(The 10th anniversary giveaway is essentially at its end. We're down to the 2010 Topps short-print Cy Young card and the 2017 Topps short-print Jackie Robinson card as prizes. The next selection goes to mr haverkamp. The card he doesn't choose will go to Sport Card Collectors. If either or both declines to pick, the choice then goes to Bru and after that, Fuji. I probably won't string it along forever though, so somebody claim those cards! It's time for Cardboard Appreciation. This is the 276th in series):
Those of you who started collecting as kids probably remember the year you started and the first set you ever pulled out of packs.
Those sets are near-and-dear to your hearts. I know they are to mine. You can't convince me that the 1975 Topps set wasn't the greatest set ever created.
But for those same kids there were other cards, older cards, that floated in and out of your collection. Maybe they were cards of an older brother or sister. Maybe the kid down the street had some old cards. Maybe you found the card in the street. Or on the sidewalk. Or in a field. They were strange and different, and most of all, old. There weren't that many in your collection, maybe 1 or 2 representing each year. And the cards were only maybe two or three years earlier than when you first started collecting.
But, man -- there's that word again -- were they, OLD!
For me, those cards on the fringe came mostly from 1970, 1971, 1972 and 1973. The Cesar Tovar card from the 1973 set, I remember that being around. I've talked about finding a '71 Manny Mota card in a gutter while walking home from school.
Then there was the 1972 Topps Willie McCovey card.
I don't remember exactly how it came into my collection. Judging by how sharp it is all these years later, it's possible I found it at a card show. But I doubt I was going to card shows that early. I just know that it was the only 1972 Topps card I owned, save for some beat-up '72s of Bobby Valentine and Bill Buckner, and I thought it looked great.
My disgust for the Giants hadn't arrived yet. I knew little about Willie McCovey. The first McCovey card I ever saw or owned was his 1975 Topps card. It's the reason I associate him with the Padres to this day. I knew he was a Padre maybe a full three years before I knew he was a Giant.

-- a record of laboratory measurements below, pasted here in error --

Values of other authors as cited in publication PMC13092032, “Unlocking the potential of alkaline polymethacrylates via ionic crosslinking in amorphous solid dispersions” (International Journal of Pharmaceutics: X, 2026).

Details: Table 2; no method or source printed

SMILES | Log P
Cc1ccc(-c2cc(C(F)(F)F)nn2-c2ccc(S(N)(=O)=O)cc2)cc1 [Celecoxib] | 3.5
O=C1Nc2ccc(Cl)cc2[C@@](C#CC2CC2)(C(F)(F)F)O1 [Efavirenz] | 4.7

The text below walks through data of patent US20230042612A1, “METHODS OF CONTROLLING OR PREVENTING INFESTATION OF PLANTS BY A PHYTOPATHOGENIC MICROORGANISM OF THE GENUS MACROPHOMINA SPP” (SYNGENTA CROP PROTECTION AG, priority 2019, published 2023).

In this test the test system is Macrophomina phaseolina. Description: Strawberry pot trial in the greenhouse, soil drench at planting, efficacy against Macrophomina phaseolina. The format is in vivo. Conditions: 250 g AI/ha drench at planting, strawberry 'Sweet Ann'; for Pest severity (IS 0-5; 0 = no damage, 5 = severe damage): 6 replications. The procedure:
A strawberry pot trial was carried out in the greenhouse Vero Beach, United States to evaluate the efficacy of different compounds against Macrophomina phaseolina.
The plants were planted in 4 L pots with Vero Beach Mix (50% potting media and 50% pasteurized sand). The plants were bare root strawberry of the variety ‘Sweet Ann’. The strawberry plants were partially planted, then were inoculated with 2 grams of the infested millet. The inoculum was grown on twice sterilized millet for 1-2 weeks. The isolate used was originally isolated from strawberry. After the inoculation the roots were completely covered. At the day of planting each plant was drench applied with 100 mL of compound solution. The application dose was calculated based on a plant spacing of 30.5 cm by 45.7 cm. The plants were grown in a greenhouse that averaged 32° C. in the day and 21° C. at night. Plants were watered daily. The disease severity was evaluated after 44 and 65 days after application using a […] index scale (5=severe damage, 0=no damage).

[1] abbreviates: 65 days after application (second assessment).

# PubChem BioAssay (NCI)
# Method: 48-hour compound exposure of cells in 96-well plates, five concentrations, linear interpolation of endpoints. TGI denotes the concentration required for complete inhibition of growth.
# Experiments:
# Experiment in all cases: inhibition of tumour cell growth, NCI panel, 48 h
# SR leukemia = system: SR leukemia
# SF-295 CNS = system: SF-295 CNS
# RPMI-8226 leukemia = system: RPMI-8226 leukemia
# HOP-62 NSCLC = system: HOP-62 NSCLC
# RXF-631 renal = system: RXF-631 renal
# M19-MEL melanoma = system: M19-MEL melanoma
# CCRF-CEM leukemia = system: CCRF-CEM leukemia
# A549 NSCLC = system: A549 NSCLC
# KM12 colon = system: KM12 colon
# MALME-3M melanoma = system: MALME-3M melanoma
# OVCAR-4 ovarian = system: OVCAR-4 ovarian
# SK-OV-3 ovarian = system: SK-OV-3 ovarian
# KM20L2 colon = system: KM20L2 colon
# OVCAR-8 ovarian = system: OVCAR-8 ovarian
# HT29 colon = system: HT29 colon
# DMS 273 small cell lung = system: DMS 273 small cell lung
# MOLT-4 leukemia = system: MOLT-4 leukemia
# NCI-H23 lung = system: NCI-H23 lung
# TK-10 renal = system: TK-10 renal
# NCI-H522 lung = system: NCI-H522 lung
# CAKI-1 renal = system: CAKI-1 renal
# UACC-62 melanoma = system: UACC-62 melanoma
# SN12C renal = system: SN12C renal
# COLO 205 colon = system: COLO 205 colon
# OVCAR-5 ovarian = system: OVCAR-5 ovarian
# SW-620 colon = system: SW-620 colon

But my appreciation for the '72 Topps McCovey card comes from the brightness of the border -- those yellow-and-orange framed '72 borders are among the best -- and from McCovey leisurely slinging a ball to a teammate.
Looking at the card now, with a photo that appears to show some temporary fencing, and several dignitaries in the stands, this photo may have been taken possibly during an opening day? Could it have been the 1971 National League Championship Series? That seems like a rather tight time frame for Topps back then, but this McCovey is card No. 280 -- Series 3 -- so I suppose it's possible.
I treasured this card like I did all of my "old" cards -- often single representatives of entire sets: my one 1967 Topps card (Bob Bruce) -- and it remained my lone non-Dodger for 1972 Topps for years until it was joined by a group of maybe a dozen other 1972s and it really felt weird to include the veteran McCovey with all these 1972 newbies!
I've now completed the 1972 Topps set. That's how old I am. And I'm old enough to remember McCovey's 1977 Comeback of the Year season and that he made some pretty good cards even his later years.
Bur he especially made some good ones in his earlier years:
Still, to me, no card of McCovey's will be as great or signify more than that 1972 Topps Willie McCovey card, which stood tall in my collection as a sign that I was a collector, someone with a discerning eye.
Because I didn't collect just Dodgers or just the set out that year. I collected cards that plain looked good.